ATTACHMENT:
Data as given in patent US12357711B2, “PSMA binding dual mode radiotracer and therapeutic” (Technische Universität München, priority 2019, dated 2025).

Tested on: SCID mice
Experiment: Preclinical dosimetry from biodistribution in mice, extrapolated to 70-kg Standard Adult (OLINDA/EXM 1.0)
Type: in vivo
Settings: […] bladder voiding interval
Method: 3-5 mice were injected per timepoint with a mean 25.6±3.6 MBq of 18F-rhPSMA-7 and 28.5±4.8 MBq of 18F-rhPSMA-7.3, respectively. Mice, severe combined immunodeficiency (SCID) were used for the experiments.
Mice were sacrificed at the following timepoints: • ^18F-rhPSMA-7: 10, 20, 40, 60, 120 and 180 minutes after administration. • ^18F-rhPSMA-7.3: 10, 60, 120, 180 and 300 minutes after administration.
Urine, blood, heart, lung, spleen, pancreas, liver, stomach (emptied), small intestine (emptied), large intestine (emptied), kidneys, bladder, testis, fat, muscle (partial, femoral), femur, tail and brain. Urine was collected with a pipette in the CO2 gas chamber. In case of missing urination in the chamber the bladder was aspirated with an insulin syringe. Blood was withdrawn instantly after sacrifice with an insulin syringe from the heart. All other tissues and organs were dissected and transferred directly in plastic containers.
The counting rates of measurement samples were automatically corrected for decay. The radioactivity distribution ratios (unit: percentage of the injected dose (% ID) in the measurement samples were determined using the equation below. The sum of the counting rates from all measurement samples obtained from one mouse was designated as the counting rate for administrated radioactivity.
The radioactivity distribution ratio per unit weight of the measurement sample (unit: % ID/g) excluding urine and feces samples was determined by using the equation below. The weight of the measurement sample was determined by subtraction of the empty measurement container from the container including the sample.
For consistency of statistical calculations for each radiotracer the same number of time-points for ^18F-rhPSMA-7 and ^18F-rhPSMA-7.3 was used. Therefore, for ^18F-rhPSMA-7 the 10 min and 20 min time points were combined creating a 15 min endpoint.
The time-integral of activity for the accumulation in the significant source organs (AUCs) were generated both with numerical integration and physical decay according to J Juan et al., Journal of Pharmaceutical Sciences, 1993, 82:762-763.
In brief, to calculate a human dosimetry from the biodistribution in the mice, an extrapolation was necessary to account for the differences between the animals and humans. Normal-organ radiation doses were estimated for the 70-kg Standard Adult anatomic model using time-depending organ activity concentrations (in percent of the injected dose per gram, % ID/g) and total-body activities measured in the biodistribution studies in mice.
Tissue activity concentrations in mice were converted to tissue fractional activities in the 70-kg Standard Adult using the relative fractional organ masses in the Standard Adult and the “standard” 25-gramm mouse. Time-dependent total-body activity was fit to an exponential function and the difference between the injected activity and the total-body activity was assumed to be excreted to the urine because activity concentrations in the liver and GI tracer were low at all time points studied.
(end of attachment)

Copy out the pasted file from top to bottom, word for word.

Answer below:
Data as given in patent US12357711B2, “PSMA binding dual mode radiotracer and therapeutic” (Technische Universität München, priority 2019, dated 2025).

Tested on: SCID mice
Experiment: Preclinical dosimetry from biodistribution in mice, extrapolated to 70-kg Standard Adult (OLINDA/EXM 1.0)
Type: in vivo
Settings: […] bladder voiding interval
Method: 3-5 mice were injected per timepoint with a mean 25.6±3.6 MBq of 18F-rhPSMA-7 and 28.5±4.8 MBq of 18F-rhPSMA-7.3, respectively. Mice, severe combined immunodeficiency (SCID) were used for the experiments.
Mice were sacrificed at the following timepoints: • ^18F-rhPSMA-7: 10, 20, 40, 60, 120 and 180 minutes after administration. • ^18F-rhPSMA-7.3: 10, 60, 120, 180 and 300 minutes after administration.
Urine, blood, heart, lung, spleen, pancreas, liver, stomach (emptied), small intestine (emptied), large intestine (emptied), kidneys, bladder, testis, fat, muscle (partial, femoral), femur, tail and brain. Urine was collected with a pipette in the CO2 gas chamber. In case of missing urination in the chamber the bladder was aspirated with an insulin syringe. Blood was withdrawn instantly after sacrifice with an insulin syringe from the heart. All other tissues and organs were dissected and transferred directly in plastic containers.
The counting rates of measurement samples were automatically corrected for decay. The radioactivity distribution ratios (unit: percentage of the injected dose (% ID) in the measurement samples were determined using the equation below. The sum of the counting rates from all measurement samples obtained from one mouse was designated as the counting rate for administrated radioactivity.
The radioactivity distribution ratio per unit weight of the measurement sample (unit: % ID/g) excluding urine and feces samples was determined by using the equation below. The weight of the measurement sample was determined by subtraction of the empty measurement container from the container including the sample.
For consistency of statistical calculations for each radiotracer the same number of time-points for ^18F-rhPSMA-7 and ^18F-rhPSMA-7.3 was used. Therefore, for ^18F-rhPSMA-7 the 10 min and 20 min time points were combined creating a 15 min endpoint.
The time-integral of activity for the accumulation in the significant source organs (AUCs) were generated both with numerical integration and physical decay according to J Juan et al., Journal of Pharmaceutical Sciences, 1993, 82:762-763.
In brief, to calculate a human dosimetry from the biodistribution in the mice, an extrapolation was necessary to account for the differences between the animals and humans. Normal-organ radiation doses were estimated for the 70-kg Standard Adult anatomic model using time-depending organ activity concentrations (in percent of the injected dose per gram, % ID/g) and total-body activities measured in the biodistribution studies in mice.
Tissue activity concentrations in mice were converted to tissue fractional activities in the 70-kg Standard Adult using the relative fractional organ masses in the Standard Adult and the “standard” 25-gramm mouse. Time-dependent total-body activity was fit to an exponential function and the difference between the injected activity and the total-body activity was assumed to be excreted to the urine because activity concentrations in the liver and GI tracer were low at all time points studied.